As the turmoil surrounding Brexit continues to wreck havoc with the economy and the rapid rise of dog-whistle politics, last week the UK home secretary, Amber Rudd, had a somewhat disgraceful ‘Mein Kampf moment’ as she fanned the flames of xenophobia with her proposals to force UK companies to disclose how many foreign workers they employ.
And yes, sure enough, this little policy nugget could be found in chapter two of Herr Hitler’s book. Business leaders described her measure as divisive and damaging, with the government drive being to reduce net migration and encourage businesses to hire British staff. One frustrated punter summed up the growing xenophobic trend on social media in the aftermath of Rudd’s speech: ‘Can’t we just shave our heads, lace up the Doc Martens, don our Fred Perrys and admit who we now are?’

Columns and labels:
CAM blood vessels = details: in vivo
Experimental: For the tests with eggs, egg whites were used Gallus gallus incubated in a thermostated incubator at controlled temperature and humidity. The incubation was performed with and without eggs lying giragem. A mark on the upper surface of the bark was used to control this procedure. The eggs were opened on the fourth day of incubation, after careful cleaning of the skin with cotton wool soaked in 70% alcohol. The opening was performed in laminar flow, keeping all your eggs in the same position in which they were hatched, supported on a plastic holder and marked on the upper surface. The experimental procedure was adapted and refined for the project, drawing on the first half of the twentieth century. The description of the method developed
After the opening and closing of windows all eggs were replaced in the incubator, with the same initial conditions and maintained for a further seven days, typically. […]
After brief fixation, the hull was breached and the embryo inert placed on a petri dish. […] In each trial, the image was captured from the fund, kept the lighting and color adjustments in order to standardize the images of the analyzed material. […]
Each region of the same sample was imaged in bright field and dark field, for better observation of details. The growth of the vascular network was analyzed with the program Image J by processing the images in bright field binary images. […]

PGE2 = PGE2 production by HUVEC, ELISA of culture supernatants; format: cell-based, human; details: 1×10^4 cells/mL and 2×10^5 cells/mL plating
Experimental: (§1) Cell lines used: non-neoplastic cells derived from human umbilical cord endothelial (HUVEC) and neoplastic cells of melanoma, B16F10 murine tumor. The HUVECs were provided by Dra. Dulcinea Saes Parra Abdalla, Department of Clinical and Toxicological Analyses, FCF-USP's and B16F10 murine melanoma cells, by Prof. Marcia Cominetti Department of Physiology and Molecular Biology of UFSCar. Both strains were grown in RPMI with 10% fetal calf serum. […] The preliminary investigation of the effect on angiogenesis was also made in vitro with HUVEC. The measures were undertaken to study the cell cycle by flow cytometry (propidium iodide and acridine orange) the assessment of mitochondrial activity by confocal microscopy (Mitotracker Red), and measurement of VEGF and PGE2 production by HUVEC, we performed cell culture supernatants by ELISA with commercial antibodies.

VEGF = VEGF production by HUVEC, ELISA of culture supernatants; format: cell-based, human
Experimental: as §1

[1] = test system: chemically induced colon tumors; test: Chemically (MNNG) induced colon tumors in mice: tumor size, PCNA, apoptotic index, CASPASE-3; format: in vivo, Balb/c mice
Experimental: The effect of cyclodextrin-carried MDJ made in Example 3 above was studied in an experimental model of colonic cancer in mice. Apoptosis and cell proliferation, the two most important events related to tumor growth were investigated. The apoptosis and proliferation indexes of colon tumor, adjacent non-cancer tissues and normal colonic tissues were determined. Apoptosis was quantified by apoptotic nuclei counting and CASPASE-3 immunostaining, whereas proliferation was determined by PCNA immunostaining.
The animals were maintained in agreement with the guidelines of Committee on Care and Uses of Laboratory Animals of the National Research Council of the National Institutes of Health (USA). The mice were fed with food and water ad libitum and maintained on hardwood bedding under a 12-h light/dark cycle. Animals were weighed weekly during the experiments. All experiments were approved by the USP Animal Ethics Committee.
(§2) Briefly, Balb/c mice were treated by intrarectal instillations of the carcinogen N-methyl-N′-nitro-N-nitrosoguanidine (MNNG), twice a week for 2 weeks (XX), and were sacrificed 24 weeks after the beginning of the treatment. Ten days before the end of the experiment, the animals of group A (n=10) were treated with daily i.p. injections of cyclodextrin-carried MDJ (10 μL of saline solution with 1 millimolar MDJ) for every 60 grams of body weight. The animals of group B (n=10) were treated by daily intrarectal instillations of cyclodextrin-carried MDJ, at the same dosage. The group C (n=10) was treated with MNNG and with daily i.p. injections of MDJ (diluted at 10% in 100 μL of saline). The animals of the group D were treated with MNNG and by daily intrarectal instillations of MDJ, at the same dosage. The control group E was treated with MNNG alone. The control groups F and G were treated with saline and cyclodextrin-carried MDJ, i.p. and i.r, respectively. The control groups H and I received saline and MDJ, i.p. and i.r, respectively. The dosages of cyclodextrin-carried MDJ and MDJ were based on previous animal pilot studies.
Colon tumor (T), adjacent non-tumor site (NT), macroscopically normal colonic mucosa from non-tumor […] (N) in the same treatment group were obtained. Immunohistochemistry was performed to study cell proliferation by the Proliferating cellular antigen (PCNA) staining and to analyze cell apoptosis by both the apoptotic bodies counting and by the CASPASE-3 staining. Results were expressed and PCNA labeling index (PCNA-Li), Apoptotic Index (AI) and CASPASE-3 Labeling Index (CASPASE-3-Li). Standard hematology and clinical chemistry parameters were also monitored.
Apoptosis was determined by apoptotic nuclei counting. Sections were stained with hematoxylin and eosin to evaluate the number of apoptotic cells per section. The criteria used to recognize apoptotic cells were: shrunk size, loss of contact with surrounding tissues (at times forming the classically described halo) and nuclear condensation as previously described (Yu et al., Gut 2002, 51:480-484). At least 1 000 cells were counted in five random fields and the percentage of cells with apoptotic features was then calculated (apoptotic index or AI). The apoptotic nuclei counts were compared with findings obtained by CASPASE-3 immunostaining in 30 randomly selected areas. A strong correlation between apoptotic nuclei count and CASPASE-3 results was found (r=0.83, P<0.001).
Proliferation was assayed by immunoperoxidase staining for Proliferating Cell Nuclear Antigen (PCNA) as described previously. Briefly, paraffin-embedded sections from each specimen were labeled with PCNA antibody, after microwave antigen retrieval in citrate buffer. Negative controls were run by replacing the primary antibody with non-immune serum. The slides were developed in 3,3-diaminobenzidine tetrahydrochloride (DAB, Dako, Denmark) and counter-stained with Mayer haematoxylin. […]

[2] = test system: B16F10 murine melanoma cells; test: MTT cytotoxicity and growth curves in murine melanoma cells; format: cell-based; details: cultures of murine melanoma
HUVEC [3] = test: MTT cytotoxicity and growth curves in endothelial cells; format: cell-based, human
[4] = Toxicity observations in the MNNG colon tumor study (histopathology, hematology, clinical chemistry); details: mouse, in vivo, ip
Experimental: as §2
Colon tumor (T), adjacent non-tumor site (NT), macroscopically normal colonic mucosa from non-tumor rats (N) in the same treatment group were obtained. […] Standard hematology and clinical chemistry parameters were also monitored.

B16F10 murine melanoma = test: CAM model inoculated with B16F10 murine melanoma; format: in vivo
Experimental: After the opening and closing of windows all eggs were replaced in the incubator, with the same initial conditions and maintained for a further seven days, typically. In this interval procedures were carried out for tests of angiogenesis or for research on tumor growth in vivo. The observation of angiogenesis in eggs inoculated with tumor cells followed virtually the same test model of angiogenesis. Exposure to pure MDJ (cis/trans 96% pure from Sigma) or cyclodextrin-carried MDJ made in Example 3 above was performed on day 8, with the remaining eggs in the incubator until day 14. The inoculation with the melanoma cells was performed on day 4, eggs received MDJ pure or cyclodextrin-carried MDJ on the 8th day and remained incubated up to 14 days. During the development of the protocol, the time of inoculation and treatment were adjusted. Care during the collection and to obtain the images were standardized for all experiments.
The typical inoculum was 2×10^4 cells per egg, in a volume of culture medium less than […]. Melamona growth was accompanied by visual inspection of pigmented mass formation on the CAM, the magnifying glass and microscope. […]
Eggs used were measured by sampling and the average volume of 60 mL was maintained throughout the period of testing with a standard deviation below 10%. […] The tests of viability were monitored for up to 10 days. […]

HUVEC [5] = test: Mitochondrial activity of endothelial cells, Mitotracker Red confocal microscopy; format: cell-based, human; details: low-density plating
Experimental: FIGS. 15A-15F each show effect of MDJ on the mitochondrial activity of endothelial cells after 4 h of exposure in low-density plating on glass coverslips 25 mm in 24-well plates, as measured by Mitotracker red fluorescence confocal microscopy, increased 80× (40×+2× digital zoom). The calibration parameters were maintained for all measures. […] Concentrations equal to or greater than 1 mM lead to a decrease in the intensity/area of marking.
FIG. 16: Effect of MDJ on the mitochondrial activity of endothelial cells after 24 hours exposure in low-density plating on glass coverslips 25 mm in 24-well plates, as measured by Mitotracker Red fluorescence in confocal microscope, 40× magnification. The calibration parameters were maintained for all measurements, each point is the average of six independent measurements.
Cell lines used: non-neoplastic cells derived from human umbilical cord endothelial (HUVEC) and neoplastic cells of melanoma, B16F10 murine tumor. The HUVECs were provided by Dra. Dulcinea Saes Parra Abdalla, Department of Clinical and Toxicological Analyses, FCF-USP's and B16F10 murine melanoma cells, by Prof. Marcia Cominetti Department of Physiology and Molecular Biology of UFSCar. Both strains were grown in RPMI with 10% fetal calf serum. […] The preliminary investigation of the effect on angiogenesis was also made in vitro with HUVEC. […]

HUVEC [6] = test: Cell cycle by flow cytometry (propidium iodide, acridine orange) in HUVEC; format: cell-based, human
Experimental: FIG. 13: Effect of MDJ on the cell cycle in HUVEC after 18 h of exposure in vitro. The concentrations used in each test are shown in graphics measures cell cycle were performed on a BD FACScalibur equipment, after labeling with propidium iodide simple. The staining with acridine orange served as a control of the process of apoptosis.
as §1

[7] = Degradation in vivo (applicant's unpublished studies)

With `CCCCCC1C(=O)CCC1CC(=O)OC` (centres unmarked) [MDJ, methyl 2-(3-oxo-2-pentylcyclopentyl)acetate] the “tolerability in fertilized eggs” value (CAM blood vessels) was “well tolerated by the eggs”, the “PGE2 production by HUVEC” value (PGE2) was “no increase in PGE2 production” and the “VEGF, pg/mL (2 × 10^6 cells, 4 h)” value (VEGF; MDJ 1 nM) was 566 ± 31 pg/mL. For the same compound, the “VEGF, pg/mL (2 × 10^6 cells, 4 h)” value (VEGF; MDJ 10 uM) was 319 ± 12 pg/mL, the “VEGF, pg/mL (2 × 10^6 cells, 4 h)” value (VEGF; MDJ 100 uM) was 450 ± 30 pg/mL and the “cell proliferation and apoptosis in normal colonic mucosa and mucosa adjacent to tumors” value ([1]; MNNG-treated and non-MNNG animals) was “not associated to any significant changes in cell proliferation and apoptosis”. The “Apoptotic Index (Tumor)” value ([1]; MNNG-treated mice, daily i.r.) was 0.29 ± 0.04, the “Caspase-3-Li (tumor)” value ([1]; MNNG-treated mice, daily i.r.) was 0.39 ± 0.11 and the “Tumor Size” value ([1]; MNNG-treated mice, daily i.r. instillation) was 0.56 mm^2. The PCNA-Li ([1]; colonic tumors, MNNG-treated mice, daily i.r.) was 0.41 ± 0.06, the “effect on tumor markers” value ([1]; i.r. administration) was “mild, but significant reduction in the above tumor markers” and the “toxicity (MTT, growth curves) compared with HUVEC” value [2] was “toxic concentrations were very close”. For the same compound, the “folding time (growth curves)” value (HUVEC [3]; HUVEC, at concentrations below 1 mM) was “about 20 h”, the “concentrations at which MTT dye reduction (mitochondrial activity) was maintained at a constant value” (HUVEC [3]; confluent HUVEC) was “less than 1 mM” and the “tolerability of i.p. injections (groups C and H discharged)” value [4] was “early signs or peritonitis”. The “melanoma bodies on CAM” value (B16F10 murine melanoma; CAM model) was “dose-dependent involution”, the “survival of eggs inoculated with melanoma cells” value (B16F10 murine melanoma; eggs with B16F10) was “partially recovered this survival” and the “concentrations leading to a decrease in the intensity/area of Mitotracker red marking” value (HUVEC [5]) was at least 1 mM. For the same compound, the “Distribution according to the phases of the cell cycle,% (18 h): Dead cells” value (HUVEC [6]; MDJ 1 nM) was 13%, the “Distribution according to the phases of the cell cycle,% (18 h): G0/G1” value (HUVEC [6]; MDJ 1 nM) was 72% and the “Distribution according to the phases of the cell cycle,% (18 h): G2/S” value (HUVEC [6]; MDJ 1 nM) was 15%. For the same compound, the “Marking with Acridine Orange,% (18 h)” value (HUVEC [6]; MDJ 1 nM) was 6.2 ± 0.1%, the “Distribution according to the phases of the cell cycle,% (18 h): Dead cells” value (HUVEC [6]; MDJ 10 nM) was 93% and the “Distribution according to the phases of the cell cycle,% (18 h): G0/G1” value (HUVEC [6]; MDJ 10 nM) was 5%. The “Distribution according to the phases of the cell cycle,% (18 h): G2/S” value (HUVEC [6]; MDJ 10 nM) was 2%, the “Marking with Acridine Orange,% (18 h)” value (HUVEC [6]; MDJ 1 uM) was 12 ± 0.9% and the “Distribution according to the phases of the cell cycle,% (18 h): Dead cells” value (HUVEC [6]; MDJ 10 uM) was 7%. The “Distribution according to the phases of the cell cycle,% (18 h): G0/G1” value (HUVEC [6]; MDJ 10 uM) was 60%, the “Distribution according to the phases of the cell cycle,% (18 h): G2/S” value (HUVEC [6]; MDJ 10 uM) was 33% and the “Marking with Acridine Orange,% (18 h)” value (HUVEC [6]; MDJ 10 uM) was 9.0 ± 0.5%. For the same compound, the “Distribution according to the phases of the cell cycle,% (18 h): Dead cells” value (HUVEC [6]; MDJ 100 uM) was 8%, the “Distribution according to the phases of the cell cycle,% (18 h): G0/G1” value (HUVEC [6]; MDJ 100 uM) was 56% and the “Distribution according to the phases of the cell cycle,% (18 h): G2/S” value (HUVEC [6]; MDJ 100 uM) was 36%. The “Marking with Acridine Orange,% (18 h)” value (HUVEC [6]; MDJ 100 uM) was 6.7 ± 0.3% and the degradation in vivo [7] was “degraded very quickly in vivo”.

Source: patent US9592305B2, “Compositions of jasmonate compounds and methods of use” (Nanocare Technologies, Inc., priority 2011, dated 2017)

The skinheads didn’t own Doc Martens but they tried to make it theirs – and they nearly succeeded, because along with the shaved heads, a Fred Perry shirt, a pair of jeans and wide braces, this was all but a über-rightwing militia uniform. When I was growing up, wearing DMs to school was frowned upon because of those skinhead connotations. Nowadays, if you’ve ever visited one of the many Doc Marten high street boutique stores, then you’ll have quickly discovered that this fabled footwear has gone from being the subculture of skinheads and gangs of the 1960s and 70s to now a mainstreaming, trendy fashion item for the popular kids.
Leica M3 & 2/50mm Summicron v5
B+W Yellow Filter
Ilford FP4+ (200)
HC-110 (Dil.H – 1:63 @ 12:30 minutes)
Plustek 7600i & Vuescan